The battle for Longman left Susan Lamb "exhausted" but the result left her beaming as Labor swept the battleground seat as part of the Super Saturday by-elections.
A beaming Ms Lamb was joined by Labor Leader Bill shorten at the party function north of Brisbane on Saturday night.
"What a great night for Labor women! What a super Saturday it is!" he told the cheering crowd of supporters.
Ms Lamb said voters had sent a message to the Turnbull government.
"They have sent a message loud, they have sent it clearly. Stop giving big banks a tax cut and start funding our schools and hospitals," she said.
The campaign had clearly taken its toll, with Ms Lamb briefly forgetting she had four children, not two, in her victory speech, before regathering.
"It's been a long campaign, all right?" she said to laughs.
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She thanked her LNP counterpart Trevor Ruthenberg, who earlier conceded defeat and took responsibility for the result.
He praised Prime Minister Malcolm Turnbull for his support, especially during the furore over the mistake he made in describing his defence service medal.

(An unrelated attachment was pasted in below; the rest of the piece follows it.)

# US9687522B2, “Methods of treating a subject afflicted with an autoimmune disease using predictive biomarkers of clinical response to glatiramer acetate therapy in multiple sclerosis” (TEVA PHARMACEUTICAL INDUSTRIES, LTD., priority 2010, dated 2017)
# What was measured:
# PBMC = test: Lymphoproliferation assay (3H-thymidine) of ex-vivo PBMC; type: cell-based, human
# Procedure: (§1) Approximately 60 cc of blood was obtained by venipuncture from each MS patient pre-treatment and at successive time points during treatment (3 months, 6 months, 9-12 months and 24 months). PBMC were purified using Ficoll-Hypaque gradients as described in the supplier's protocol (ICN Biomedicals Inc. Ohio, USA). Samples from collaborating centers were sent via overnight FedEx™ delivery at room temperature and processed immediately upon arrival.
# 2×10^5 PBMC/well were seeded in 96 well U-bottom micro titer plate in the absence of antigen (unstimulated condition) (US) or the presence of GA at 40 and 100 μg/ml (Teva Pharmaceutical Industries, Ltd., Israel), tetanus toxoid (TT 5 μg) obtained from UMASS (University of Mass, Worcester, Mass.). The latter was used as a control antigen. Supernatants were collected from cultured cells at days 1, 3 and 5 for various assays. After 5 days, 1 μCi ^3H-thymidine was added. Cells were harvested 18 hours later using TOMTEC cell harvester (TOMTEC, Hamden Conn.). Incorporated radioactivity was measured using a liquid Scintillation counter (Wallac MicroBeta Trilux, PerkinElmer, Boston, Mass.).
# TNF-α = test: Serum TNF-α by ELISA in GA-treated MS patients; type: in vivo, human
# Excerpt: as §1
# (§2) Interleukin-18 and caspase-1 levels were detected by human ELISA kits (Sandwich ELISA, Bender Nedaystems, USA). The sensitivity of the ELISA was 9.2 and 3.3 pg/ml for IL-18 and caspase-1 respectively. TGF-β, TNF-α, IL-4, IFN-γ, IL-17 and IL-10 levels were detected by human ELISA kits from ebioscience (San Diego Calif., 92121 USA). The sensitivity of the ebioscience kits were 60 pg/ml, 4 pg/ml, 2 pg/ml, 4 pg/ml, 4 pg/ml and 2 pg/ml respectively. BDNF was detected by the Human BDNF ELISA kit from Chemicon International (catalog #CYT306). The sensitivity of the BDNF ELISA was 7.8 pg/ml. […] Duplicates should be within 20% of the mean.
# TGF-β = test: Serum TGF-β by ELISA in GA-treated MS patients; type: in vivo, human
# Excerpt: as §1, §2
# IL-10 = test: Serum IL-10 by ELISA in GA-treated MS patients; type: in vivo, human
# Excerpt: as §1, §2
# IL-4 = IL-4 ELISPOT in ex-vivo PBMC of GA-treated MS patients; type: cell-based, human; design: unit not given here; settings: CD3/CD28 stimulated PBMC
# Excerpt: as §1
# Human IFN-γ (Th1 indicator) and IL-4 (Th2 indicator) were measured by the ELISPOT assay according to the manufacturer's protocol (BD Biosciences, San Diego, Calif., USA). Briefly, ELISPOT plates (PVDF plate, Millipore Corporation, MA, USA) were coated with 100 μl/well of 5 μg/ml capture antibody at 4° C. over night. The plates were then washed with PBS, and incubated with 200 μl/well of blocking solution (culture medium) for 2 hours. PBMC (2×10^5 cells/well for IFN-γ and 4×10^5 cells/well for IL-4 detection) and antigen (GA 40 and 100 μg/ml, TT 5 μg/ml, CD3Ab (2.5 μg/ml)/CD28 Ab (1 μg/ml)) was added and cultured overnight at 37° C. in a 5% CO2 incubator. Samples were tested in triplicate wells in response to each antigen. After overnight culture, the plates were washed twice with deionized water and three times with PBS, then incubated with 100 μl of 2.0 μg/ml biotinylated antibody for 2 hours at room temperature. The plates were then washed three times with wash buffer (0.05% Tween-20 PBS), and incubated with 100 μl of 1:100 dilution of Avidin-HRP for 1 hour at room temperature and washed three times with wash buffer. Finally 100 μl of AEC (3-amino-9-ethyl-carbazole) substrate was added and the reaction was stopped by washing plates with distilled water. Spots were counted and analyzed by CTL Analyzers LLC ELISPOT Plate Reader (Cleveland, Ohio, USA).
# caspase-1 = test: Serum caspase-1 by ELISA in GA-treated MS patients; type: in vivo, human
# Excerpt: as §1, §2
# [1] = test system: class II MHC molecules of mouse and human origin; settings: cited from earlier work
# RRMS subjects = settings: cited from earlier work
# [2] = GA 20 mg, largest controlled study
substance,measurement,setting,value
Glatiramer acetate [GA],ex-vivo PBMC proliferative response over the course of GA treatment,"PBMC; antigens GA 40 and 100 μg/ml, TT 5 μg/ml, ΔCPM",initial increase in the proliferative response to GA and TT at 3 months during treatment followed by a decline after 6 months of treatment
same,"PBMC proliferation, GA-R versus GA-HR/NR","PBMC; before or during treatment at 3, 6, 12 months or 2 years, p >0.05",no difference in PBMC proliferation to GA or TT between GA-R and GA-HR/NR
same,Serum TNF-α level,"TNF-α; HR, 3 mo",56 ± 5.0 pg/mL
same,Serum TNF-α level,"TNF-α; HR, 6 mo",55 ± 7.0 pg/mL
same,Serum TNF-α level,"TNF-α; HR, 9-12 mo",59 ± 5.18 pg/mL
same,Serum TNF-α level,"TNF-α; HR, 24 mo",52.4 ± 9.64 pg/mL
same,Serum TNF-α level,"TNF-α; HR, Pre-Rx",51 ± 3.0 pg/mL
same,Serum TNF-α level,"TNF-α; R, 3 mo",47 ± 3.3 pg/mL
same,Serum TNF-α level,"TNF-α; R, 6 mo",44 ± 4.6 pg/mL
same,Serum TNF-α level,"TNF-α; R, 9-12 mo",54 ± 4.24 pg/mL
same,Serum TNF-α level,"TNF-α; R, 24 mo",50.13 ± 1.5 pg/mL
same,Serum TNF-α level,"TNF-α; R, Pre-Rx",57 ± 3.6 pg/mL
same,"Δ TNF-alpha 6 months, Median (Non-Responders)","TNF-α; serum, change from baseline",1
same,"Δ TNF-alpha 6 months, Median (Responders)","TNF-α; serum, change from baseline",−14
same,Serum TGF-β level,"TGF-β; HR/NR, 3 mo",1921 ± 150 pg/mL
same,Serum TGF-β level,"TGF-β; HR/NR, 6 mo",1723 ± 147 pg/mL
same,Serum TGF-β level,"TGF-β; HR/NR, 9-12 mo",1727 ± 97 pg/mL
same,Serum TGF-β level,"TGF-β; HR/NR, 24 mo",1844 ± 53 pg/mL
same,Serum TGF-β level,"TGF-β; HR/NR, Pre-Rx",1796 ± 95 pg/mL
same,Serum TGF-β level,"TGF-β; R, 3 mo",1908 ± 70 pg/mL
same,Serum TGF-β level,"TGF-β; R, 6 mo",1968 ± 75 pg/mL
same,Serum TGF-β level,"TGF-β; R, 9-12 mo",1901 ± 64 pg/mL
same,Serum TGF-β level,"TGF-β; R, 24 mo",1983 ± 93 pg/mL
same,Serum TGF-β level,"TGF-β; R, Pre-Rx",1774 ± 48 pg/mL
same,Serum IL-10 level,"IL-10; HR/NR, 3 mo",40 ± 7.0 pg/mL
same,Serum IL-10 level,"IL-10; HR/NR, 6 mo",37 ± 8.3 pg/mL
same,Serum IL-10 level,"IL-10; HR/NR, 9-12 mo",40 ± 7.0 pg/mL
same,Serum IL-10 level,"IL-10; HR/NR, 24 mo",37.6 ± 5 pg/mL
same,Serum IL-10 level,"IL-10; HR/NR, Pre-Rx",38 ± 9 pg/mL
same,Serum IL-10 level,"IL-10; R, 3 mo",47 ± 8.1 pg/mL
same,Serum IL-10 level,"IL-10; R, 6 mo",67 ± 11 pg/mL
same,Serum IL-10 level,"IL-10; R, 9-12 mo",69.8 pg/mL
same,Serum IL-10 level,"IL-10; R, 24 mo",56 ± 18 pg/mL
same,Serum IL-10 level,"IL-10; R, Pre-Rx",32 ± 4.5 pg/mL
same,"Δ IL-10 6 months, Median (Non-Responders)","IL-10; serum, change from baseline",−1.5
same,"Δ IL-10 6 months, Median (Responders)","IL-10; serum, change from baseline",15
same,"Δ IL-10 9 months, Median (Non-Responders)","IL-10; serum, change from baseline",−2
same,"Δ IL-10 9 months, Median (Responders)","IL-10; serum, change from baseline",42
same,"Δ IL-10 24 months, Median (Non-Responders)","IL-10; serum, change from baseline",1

"I have witnessed and been the beneficiary of all the character traits you would hope for in a prime minister," Mr Ruthenberg said in his concession speech.
The mood of the official Labor function at the Caboolture RSL was jubilant even early in the night with only a small fraction of votes counted.
Red-shirted volunteers hugged each other, laughed, drank and cheered as the vote count mounted in Ms Lamb's favour.
The result in Longman is a disaster for the LNP, which had seen the seat as within their grasp, with Ms Lamb holding it with a narrow margin of 0.8 per cent before her resignation after being caught up in the dual citizenship scandal which swept federal parliament.
The polls had given a slight edge to Mr Ruthenberg up until polling day itself, when they flipped and gave Ms Lamb a small lead.
That final flip in polling translated into big support for Labor on polling day itself, however the result is expected to tighten up once pre-polls are counted, which traditionally skew conservative.
LNP state president Garry Spence said Labor had spent up big to ensure it retained Longman and kept Bill Shorten's leadership safe.
"The Labor Party had to do what they could to shore up the leadership. They have spent money, bet the farm to do so," Mr Spence said.
Mr Ruthenberg's primary vote was a low 26 per cent, after he suffered a swing against him of 10 per cent.
One Nation's Matthew Stephen has eaten into the Liberal National vote, but up to 40 per cent of One Nation preferences went to Labor.
Australian Associated Press